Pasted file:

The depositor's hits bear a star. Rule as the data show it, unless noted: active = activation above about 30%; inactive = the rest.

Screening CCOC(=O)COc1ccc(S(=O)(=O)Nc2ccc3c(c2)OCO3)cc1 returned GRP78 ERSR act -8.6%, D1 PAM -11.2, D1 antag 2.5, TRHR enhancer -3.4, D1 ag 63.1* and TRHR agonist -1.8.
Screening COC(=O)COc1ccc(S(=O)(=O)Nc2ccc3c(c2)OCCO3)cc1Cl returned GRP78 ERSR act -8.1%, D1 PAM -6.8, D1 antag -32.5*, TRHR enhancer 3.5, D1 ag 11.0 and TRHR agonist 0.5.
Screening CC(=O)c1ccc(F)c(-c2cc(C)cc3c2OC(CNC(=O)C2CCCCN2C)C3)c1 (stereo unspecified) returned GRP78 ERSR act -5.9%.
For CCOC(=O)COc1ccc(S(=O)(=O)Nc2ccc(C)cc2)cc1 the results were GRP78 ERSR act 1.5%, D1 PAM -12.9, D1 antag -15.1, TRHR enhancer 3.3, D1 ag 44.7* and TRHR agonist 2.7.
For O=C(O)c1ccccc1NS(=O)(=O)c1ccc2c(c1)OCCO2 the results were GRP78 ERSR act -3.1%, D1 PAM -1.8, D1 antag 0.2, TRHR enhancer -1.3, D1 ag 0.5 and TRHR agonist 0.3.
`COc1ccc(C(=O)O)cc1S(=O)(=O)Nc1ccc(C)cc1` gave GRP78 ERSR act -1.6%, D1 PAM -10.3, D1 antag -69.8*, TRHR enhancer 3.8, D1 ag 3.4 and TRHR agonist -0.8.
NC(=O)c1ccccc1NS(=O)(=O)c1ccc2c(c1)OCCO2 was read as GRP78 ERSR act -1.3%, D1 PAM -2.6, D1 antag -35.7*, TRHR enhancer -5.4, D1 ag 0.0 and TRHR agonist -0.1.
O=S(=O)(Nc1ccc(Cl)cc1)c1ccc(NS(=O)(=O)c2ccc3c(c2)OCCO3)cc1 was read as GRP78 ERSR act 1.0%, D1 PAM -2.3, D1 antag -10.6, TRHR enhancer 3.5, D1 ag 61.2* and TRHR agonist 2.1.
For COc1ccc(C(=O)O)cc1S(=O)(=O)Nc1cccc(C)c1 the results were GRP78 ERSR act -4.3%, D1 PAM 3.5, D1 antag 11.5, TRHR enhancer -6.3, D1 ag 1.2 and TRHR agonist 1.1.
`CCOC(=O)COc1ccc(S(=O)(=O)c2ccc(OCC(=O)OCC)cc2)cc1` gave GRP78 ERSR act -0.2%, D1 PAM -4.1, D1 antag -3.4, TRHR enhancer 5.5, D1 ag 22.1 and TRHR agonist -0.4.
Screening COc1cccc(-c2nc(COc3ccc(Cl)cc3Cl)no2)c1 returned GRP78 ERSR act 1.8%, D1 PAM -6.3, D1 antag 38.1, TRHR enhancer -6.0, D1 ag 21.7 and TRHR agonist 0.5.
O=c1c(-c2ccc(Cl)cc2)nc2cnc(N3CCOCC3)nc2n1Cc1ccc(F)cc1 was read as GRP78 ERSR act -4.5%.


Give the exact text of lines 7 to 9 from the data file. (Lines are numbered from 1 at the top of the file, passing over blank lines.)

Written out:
`COc1ccc(C(=O)O)cc1S(=O)(=O)Nc1ccc(C)cc1` gave GRP78 ERSR act -1.6%, D1 PAM -10.3, D1 antag -69.8*, TRHR enhancer 3.8, D1 ag 3.4 and TRHR agonist -0.8.
NC(=O)c1ccccc1NS(=O)(=O)c1ccc2c(c1)OCCO2 was read as GRP78 ERSR act -1.3%, D1 PAM -2.6, D1 antag -35.7*, TRHR enhancer -5.4, D1 ag 0.0 and TRHR agonist -0.1.
O=S(=O)(Nc1ccc(Cl)cc1)c1ccc(NS(=O)(=O)c2ccc3c(c2)OCCO3)cc1 was read as GRP78 ERSR act 1.0%, D1 PAM -2.3, D1 antag -10.6, TRHR enhancer 3.5, D1 ag 61.2* and TRHR agonist 2.1.